Turkey turning to Russia for Su-57 jets a nightmare for NATO - analysis
After U.S. Senate passed a defense spending bill last month, seeking to prevent Turkey from getting the 100 F-35 fighter jets it had ordered, Turkey could turn to Russia's Su-57 "stealth" jet killer in what would be a nightmare scenario for NATO, says Alex Lockie in article he penned for Business Insider.
The U.S. bill would end the sale of F-35 jets to Turkey due to the arrest of American pastor Andrew Brunson and Turkey’s purchase of Russian S400 air defence systems. Brunson has been imprisoned in Turkey for more than 18 months charged with backing terrorist groups.
‘’The US and Turkey have a number of ongoing diplomatic beefs, including Turkey claiming that the US is harboring clerics that urged a 2016 coup and detaining US citizens, and the US is claiming Turkey is a hub of illicit financing,’’ Lockie points out; however, on the military side of things, NATO-member Turkey poses another threat by buying Russia's S-400 missile defense system.
‘’If Turkey owned the F-35 and the S-400, it would give Russia a window into NATO's missile defense network and the F-35's next-generation capabilities,’’ Lockie says.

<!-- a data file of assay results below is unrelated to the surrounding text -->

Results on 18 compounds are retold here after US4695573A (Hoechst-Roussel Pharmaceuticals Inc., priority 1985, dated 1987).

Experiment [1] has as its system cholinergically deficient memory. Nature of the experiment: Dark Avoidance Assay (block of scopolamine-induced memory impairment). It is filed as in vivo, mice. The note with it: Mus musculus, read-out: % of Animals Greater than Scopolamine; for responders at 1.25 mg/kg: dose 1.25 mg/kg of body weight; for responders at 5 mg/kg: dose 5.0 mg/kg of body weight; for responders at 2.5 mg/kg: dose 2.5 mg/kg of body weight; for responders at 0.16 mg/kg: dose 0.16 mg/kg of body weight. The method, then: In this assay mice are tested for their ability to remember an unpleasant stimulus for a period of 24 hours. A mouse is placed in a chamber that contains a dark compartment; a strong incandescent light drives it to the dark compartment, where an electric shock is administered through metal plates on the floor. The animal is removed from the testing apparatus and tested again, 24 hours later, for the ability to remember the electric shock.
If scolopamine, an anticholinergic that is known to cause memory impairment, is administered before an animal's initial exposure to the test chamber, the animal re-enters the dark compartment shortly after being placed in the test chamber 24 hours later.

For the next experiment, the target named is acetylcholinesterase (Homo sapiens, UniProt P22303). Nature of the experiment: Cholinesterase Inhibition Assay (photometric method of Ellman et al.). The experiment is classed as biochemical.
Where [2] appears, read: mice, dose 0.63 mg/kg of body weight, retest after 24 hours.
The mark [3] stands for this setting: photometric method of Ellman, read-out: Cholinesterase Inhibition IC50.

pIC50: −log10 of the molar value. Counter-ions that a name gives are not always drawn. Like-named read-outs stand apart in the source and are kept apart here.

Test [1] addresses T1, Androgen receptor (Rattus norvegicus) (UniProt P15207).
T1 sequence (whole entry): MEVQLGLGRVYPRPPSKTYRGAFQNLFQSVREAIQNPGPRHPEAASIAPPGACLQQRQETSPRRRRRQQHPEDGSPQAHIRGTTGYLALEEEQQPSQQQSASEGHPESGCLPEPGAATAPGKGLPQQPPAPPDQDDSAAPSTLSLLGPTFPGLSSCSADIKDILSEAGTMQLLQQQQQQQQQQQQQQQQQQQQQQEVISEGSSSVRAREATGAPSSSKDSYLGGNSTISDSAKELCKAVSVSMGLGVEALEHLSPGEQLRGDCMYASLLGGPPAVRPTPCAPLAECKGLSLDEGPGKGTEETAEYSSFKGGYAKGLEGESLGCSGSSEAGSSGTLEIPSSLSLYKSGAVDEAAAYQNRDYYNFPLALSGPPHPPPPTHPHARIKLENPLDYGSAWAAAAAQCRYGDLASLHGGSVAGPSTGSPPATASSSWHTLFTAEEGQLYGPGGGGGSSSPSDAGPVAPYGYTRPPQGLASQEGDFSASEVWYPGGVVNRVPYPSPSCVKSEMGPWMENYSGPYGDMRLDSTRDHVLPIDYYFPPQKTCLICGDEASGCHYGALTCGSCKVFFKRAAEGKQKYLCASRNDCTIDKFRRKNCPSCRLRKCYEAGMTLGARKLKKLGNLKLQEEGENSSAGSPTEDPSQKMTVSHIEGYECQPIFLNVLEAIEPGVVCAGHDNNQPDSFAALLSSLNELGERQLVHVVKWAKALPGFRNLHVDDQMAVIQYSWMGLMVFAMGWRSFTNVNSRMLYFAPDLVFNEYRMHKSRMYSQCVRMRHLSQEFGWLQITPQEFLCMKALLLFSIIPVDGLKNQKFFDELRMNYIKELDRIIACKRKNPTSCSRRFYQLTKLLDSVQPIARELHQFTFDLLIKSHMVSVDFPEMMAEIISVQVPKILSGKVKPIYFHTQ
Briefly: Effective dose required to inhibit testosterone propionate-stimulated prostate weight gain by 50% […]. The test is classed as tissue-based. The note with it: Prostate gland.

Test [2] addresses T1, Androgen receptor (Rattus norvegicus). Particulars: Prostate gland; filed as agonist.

However, with the future of Turkey’s F-35 jets up in the air, Turkey has been eyeing Russia's Su-57 "stealth" fighter jet.
There are increasing reports that the NATO-member country is considering the purchase of Russian Su-57 fighter jets should Washington decide to pull the plug on the delivery of F-35 jets, which was originally scheduled to begin in June.
Retired US Air Force Lt. Gen. David Deptula cites the poor reputation of Russian aircraft, its maintenance records, noting that buying Su-57s wouldn't make sense for Turkey.
"If they bought the Su-57s and the S-400, those steps are incompatible with them buying the F-35. It's going to be either or," the article quoted Deptula as saying.
Despite the unproven nature of Russia's new fighter jet, it does appear to be be direct competitor for US stealth jets like the F-22 and F-35, the article points out.
Turkey’s purchase of Russian Su-57s would - for military and diplomatic reasons - be a nightmare scenario for NATO's security.